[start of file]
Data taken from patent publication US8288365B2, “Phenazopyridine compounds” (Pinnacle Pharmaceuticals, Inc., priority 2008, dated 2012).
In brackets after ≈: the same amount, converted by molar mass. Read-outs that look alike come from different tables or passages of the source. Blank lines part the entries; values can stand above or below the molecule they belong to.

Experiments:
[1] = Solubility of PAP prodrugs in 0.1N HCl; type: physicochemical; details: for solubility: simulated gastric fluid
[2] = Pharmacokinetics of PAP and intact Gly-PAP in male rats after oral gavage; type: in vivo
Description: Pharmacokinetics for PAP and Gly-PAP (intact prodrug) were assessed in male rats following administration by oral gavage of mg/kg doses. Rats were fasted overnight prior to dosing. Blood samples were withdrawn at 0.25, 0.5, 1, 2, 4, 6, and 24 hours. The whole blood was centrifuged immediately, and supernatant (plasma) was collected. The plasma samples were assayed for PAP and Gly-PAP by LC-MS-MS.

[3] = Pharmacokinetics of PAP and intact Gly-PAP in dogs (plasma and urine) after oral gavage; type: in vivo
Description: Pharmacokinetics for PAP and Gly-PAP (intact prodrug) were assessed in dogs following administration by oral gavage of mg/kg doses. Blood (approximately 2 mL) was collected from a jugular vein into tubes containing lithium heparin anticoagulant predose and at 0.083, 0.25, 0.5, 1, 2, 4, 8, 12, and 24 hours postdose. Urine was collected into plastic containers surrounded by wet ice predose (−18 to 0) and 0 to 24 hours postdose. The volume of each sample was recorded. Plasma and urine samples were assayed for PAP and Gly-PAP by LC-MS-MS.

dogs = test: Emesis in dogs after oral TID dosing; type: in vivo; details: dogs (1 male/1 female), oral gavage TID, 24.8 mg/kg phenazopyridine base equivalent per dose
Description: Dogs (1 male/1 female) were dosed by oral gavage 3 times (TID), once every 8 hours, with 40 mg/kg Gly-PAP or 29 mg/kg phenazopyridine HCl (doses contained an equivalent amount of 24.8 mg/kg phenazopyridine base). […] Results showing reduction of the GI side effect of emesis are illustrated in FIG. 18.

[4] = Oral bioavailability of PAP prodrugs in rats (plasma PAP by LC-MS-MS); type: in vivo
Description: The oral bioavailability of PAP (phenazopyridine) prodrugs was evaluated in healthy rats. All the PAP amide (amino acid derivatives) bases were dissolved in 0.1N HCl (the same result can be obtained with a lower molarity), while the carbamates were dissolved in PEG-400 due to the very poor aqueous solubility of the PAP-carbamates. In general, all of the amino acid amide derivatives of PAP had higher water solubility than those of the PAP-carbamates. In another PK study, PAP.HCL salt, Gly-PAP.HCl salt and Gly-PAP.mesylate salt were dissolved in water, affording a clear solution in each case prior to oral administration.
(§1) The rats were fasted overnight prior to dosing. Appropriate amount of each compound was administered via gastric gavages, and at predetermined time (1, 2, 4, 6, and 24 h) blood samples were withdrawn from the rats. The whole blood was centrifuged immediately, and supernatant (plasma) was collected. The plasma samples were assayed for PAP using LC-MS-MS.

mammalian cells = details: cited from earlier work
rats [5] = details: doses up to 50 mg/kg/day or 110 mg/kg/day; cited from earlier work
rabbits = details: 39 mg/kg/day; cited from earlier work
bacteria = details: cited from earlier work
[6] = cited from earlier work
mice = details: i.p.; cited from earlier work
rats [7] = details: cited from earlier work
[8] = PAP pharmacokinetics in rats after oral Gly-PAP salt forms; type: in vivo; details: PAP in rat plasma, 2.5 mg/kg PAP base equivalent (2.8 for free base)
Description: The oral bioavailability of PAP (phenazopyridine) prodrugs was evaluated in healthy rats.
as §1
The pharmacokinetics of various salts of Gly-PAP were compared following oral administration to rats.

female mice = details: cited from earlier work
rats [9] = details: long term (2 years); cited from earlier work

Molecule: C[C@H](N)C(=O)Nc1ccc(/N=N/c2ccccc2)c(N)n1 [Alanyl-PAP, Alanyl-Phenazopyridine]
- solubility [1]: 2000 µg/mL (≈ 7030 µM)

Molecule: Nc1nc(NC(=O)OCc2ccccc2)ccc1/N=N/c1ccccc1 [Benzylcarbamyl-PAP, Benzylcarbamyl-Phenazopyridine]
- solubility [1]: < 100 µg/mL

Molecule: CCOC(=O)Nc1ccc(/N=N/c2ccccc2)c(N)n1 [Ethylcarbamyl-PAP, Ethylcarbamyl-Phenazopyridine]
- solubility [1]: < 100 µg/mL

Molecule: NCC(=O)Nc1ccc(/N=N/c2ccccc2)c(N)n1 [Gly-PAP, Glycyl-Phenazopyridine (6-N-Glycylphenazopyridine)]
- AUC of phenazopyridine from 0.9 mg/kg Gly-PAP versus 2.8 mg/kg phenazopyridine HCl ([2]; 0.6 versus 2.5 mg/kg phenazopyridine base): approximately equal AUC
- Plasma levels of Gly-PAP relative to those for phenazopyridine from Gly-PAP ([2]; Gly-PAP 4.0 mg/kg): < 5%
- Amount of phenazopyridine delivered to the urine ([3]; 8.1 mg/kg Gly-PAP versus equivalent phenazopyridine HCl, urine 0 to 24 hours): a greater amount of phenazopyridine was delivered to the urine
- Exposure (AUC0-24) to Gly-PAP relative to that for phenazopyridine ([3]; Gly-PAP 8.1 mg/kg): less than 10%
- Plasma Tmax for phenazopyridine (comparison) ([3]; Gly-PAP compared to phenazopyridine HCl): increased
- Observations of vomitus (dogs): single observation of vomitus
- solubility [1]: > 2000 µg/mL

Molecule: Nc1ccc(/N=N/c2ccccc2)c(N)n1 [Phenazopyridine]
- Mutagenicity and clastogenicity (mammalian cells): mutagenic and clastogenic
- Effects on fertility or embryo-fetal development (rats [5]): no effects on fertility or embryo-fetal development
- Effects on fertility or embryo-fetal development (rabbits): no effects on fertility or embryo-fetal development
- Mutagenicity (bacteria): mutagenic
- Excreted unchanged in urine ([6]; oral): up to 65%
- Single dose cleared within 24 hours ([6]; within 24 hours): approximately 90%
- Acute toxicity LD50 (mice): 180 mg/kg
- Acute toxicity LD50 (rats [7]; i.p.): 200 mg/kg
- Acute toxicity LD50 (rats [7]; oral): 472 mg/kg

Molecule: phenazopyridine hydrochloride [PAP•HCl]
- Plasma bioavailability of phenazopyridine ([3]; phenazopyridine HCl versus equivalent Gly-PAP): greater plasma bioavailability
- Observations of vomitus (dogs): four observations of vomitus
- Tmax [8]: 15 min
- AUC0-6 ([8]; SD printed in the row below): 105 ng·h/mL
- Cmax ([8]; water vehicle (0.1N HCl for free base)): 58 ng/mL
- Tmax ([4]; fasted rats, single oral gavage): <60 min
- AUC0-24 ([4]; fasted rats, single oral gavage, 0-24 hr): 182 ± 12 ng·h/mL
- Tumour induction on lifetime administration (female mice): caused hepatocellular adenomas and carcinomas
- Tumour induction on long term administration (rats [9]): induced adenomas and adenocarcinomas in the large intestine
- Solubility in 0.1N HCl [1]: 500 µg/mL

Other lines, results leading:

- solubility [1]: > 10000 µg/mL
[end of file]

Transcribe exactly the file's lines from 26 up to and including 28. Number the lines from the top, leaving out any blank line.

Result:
rats [9] = details: long term (2 years); cited from earlier work

Molecule: C[C@H](N)C(=O)Nc1ccc(/N=N/c2ccccc2)c(N)n1 [Alanyl-PAP, Alanyl-Phenazopyridine]
- solubility [1]: 2000 µg/mL (≈ 7030 µM)